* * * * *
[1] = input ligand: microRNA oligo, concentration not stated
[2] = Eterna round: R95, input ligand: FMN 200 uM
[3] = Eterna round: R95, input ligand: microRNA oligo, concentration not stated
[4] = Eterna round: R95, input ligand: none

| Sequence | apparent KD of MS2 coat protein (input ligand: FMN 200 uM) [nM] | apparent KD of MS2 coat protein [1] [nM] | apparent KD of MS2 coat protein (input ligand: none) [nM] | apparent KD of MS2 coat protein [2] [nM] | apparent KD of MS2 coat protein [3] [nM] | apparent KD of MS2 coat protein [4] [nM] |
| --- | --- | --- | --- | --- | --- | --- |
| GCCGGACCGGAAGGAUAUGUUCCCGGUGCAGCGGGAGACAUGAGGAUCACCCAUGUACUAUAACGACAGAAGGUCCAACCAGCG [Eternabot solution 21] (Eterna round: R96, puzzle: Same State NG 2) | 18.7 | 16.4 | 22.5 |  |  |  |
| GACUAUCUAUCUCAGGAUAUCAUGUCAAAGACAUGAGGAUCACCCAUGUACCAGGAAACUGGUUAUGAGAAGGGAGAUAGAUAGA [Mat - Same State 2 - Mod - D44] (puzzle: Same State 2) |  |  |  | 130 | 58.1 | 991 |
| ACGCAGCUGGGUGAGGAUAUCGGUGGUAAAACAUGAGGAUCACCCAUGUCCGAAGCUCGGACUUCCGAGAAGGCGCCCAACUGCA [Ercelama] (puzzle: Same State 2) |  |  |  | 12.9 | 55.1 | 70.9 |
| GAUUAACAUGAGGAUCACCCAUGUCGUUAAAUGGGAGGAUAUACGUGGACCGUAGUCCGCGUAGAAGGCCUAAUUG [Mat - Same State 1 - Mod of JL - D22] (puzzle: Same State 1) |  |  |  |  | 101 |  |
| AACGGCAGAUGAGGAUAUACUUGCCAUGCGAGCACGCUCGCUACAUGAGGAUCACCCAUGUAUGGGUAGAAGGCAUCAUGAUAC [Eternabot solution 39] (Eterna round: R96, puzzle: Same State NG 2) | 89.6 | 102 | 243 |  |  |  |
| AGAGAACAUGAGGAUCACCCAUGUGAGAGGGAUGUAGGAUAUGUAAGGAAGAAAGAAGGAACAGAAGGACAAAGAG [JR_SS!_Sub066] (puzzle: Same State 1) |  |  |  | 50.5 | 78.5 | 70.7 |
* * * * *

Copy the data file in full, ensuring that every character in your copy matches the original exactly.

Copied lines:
[1] = input ligand: microRNA oligo, concentration not stated
[2] = Eterna round: R95, input ligand: FMN 200 uM
[3] = Eterna round: R95, input ligand: microRNA oligo, concentration not stated
[4] = Eterna round: R95, input ligand: none

| Sequence | apparent KD of MS2 coat protein (input ligand: FMN 200 uM) [nM] | apparent KD of MS2 coat protein [1] [nM] | apparent KD of MS2 coat protein (input ligand: none) [nM] | apparent KD of MS2 coat protein [2] [nM] | apparent KD of MS2 coat protein [3] [nM] | apparent KD of MS2 coat protein [4] [nM] |
| --- | --- | --- | --- | --- | --- | --- |
| GCCGGACCGGAAGGAUAUGUUCCCGGUGCAGCGGGAGACAUGAGGAUCACCCAUGUACUAUAACGACAGAAGGUCCAACCAGCG [Eternabot solution 21] (Eterna round: R96, puzzle: Same State NG 2) | 18.7 | 16.4 | 22.5 |  |  |  |
| GACUAUCUAUCUCAGGAUAUCAUGUCAAAGACAUGAGGAUCACCCAUGUACCAGGAAACUGGUUAUGAGAAGGGAGAUAGAUAGA [Mat - Same State 2 - Mod - D44] (puzzle: Same State 2) |  |  |  | 130 | 58.1 | 991 |
| ACGCAGCUGGGUGAGGAUAUCGGUGGUAAAACAUGAGGAUCACCCAUGUCCGAAGCUCGGACUUCCGAGAAGGCGCCCAACUGCA [Ercelama] (puzzle: Same State 2) |  |  |  | 12.9 | 55.1 | 70.9 |
| GAUUAACAUGAGGAUCACCCAUGUCGUUAAAUGGGAGGAUAUACGUGGACCGUAGUCCGCGUAGAAGGCCUAAUUG [Mat - Same State 1 - Mod of JL - D22] (puzzle: Same State 1) |  |  |  |  | 101 |  |
| AACGGCAGAUGAGGAUAUACUUGCCAUGCGAGCACGCUCGCUACAUGAGGAUCACCCAUGUAUGGGUAGAAGGCAUCAUGAUAC [Eternabot solution 39] (Eterna round: R96, puzzle: Same State NG 2) | 89.6 | 102 | 243 |  |  |  |
| AGAGAACAUGAGGAUCACCCAUGUGAGAGGGAUGUAGGAUAUGUAAGGAAGAAAGAAGGAACAGAAGGACAAAGAG [JR_SS!_Sub066] (puzzle: Same State 1) |  |  |  | 50.5 | 78.5 | 70.7 |